Emerging Voices lectures: BLDGS & Taller de Arquitectura
Brian Bell and David Yocum; Frida Escobedo
March 2, 2017
The first evening of the annual Emerging Voices lecture series features Brian Bell and David Yocum of BLDGS; and Frida Escobedo of Frida Escobedo, Taller de Arquitectura. Emerging Voices spotlights individuals and firms based in the United States, Canada, or Mexico with distinct design voices and the potential to influence the disciplines of architecture, landscape architecture, and urbanism.
Brian Bell and David Yocum are the founding principals of BLDGS, an Atlanta-based firm founded in 2006. Both are professors of architecture at the Georgia Institute of Technology. In their practice, Bell and Yocum undertake extensive research “to reveal what is hidden, and to discover a meaningful role for the unseen and unexpected.” A self-proclaimed responsibility to the civic realm inspires BLDGS to be inclusive of the “complexity of historical, cultural, and natural systems in which we live.” Recent work includes the 2015 School of Building Construction for Georgia Tech, and the Congregation Or Hadash Synagogue, built in 2013, both in Atlanta. Current projects include the firm’s redesign of a windowless 1961 Brutalist-style building on Georgia Tech’s campus to accommodate a maker space for the students of the School of Electrical and Computer Engineering, which will open in 2017. Both Bell and Yocum received their Master of Architecture degrees from Harvard University Graduate School of Design.
In 2006, Frida Escobedo founded Frida Escobedo, Taller de Arquitectura in Mexico City. Her firm strives to “give room for growth and flexibility” in large-scale public projects, as demonstrated in her 2014 renovation of the Octavio Paz Library in Mexico City, which sought to establish a more fluid relationship between the library, street, and a nearby park, and also in more modest projects such as her 2015 “pavilion” for the Victoria and Albert Museum in London, comprised of conjoined platforms hovering above, and inserted within, the museum’s Northern Italian Renaissance-style courtyard. The studio attempts to “build structures that split away from their object-ness and move towards the accretion of social time.” Other recent projects include a civic stage installed for the 2013 Lisbon Architecture Triennale and “La Tallera” for Museo Siqueiros, the former home and studio of artist David Alfaro Siqueiros, which is now a public gallery in Cuernacava, Mexico. Escobedo received her Master of Design Studies degree from Harvard University Graduate School of Design.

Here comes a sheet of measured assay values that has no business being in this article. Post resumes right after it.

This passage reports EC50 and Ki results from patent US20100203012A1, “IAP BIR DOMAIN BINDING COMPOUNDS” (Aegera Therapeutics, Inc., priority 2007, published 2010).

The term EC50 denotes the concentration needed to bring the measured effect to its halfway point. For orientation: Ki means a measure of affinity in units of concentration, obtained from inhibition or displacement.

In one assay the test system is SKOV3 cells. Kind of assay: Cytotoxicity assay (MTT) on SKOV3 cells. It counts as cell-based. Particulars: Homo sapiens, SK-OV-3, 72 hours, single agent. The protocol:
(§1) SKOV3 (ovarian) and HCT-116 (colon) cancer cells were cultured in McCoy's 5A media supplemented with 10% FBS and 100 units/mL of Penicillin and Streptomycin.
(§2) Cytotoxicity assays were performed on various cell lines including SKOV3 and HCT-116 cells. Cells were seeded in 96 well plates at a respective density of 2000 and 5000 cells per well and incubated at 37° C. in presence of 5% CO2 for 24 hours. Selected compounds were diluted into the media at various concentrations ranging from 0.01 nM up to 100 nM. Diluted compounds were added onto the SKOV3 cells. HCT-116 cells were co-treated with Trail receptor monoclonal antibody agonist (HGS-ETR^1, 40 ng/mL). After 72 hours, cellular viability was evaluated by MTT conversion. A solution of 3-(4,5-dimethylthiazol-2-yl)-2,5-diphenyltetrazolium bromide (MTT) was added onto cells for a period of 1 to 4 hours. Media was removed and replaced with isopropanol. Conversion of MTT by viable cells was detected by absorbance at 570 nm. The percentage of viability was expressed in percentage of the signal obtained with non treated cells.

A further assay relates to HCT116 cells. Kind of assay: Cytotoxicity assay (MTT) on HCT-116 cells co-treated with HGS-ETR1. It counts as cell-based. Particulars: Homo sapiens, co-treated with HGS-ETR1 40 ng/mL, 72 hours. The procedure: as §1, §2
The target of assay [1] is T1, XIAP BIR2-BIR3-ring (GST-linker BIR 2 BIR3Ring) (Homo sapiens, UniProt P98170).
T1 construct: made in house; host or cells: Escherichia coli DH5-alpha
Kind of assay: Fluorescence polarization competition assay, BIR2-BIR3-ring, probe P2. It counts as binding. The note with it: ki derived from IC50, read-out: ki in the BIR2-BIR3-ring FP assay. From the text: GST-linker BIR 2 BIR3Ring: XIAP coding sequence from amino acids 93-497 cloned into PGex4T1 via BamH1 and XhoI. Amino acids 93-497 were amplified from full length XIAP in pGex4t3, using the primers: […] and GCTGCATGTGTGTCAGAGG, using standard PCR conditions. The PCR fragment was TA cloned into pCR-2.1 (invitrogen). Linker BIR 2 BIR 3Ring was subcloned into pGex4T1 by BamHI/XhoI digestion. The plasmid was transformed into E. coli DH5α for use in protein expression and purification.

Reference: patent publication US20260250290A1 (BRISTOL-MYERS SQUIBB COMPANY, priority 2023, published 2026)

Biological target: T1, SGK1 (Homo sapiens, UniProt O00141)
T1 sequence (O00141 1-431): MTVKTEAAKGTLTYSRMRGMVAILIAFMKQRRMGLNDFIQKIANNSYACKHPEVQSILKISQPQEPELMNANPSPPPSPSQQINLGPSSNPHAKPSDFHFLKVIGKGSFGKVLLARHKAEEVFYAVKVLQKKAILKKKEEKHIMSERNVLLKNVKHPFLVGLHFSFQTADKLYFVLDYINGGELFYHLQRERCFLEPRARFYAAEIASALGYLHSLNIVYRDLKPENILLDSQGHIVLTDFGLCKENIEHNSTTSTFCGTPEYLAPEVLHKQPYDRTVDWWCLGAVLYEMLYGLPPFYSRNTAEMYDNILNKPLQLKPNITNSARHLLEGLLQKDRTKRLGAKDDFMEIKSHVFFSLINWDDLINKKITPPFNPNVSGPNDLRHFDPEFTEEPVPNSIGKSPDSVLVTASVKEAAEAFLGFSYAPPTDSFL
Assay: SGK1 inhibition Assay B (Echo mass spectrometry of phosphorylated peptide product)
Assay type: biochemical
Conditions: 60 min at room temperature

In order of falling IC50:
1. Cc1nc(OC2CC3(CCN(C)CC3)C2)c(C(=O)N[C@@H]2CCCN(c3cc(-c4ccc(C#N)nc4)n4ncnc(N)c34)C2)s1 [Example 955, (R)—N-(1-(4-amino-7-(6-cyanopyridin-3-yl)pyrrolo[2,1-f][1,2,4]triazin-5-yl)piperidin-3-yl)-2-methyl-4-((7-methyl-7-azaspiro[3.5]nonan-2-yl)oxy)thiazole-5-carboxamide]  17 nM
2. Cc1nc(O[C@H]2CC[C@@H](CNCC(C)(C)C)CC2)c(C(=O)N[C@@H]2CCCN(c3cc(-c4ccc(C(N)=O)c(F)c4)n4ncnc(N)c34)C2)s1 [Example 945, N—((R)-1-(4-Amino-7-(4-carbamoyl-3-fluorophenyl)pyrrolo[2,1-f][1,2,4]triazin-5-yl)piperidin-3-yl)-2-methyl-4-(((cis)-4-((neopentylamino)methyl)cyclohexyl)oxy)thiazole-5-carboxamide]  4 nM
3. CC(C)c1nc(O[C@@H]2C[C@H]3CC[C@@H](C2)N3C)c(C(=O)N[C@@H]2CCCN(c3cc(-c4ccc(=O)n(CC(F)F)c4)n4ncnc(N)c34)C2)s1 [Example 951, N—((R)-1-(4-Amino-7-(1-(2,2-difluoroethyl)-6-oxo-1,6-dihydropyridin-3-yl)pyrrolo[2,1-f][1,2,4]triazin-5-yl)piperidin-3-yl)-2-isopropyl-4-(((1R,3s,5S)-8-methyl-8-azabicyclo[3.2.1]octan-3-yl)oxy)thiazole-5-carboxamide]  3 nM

Sunil Bald is a co-founding Principal of the New York-based studioSUMO and a past Emerging Voices winner in 2010. After an initial term as Louis I. Kahn Visiting Assistant Professor at Yale, Bald has continued to teach design studios and visualization at the School. He served on this year’s Emerging Voices committee.